It is readily apparent that the Portland Trail Blazers are faltering during their current four game slide, but rather than just acknowledge that it’s happening, it’s always worth digging into the ‘why’ of these things. After the Spurs game, I saw a national analyst say something to the effect that the Blazers’ defense (or lack thereof) was to blame for this recent slide.
Being skeptical of anything I hear from national media, and because to my eye the Blazers’ offense has looked to be more to blame, that’s where I started. Lo and behold, to an extent, the analyst was right. During this four game slide, the Blazers’ defensive rating (approximately the number of points allowed per 100 possessions) has been an abysmal 111.4. For an entire season, this would be by far the worst in the league – well worse than the last place Utah Jazz (108).
Of more concern is how it compares to the team’s rate for the whole season, which sits at a manageable 104.8. That means the Blazers have dipped nearly seven full points on the defensive end, which is a huge part of why they are in this losing stretch. So yes, it’s fair to say that the Blazers’ recent woes are partially due to defense.
But, on the other side of the ball, the team’s offense has been stumbling pretty heavily as well. On the season, the Blazers’ offensive rating (approximate points scored per 100 possessions) has been 108.3, good for fourth best in the league. As you may have guessed, however, this production has also fallen off a cliff, and has been 102.1 during the past four games (which would be tenth worst in the league on the season).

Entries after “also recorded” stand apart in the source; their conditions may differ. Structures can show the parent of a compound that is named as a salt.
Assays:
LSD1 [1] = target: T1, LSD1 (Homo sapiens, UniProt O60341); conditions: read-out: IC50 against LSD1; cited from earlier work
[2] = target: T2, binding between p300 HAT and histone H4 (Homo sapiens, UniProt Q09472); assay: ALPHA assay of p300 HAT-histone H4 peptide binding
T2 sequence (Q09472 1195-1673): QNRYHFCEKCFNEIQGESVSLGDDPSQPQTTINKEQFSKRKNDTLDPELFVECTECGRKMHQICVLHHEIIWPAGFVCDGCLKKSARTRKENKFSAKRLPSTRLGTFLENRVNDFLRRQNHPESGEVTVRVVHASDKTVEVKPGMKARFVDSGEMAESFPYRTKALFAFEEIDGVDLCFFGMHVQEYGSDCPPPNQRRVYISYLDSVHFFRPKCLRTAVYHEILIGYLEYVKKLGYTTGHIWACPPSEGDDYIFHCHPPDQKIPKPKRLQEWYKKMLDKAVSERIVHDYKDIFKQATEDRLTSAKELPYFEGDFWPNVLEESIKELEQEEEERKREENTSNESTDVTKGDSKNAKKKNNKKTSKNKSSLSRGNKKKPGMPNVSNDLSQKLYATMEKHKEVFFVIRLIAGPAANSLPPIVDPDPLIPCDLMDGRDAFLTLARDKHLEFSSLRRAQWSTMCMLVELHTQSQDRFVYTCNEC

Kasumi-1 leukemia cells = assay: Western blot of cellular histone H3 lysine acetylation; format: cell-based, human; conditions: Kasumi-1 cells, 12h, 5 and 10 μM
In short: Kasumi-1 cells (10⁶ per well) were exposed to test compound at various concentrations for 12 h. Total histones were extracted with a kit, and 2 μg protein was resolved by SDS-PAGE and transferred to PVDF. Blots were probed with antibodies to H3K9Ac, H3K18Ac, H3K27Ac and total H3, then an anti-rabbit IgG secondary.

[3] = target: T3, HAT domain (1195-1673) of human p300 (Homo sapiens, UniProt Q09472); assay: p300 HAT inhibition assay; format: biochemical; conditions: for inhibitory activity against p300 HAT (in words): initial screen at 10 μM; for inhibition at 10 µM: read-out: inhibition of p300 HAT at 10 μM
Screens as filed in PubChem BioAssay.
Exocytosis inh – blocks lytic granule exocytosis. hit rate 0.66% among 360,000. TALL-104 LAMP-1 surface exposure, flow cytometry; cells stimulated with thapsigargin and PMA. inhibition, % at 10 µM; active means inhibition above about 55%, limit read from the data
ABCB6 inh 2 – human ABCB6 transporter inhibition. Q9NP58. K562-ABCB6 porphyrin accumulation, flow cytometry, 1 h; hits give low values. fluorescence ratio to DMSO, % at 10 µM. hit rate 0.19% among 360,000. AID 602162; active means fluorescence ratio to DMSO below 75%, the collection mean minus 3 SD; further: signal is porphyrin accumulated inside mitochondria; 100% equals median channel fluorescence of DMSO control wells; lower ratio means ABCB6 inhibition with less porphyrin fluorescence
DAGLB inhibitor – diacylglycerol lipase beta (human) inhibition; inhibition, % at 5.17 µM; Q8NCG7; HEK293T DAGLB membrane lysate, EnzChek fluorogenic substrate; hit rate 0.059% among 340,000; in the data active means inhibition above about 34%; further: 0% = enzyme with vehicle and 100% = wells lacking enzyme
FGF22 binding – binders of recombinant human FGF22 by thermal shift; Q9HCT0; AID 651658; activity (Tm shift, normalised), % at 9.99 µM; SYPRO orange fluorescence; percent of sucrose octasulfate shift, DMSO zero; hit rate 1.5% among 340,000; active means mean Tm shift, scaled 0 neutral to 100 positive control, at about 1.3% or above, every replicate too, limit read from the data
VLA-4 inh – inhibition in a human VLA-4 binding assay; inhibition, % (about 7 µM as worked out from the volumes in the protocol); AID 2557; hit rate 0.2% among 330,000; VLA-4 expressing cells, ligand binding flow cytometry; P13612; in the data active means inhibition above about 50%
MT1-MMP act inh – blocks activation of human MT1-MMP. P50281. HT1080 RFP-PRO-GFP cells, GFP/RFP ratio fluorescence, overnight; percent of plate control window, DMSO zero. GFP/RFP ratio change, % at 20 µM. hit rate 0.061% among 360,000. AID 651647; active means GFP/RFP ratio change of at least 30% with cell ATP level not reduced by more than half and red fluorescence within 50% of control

There are a couple of major takeaways here. Probably the most important is the sheer swing in differential. On the season, the difference between the Blazers’ offensive and defensive ratings is a positive 3.5, which clocks in at a respectable eighth best in the league. During these last four games, this difference has been completely reversed, and is at a negative 9.3, which would come in at second worst in the league (just better than the Bucks).
Enough with the numbers – the point is that as of late the Blazers have been playing at a level roughly equivalent to the lowly Milwaukee Bucks. This is not a recipe for success, and not something you want to be seeing right as a team is gearing up for a playoff push.
As for the aforementioned deeper ‘why,’ I wish there were easy answers. To start with, all four losses have come on the road, which is certainly something to note. I don’t care who you are playing – walking into an enemy arena and emerging with a victory is never an easy task in the NBA.
Additionally, all four teams are Western Conference teams headed to the playoffs with everything left to play for. There were no teams ready to roll over and let the season end – the Mavericks, Rockets, Grizzlies, and Spurs are all very much alive and jockeying for positioning in the historically strong Western Conference.
In a macrocosm, losing four games on the road to other playoff-bound teams isn’t the end of the world, but at the same time, for a being a playoff-bound team themselves, these are all games the Trail Blazers need to be winning. Especially with the playoffs looming, it will only get harder from here on out.
Injuries (whether they actually keep a player out of the game or not) are also mounting up at this point. I am rather sure that as of now, no player is truly “healthy” this far into the season. But, every team has to deal with such obstacles, so there are no excuses.
It’s crunch time now, and the Trail Blazers need to start upping their game. This won’t get any easier with the recent injuries to LaMarcus Aldridge and Mo Williams, but again, it’s something the team has to accept, deal with, and move on.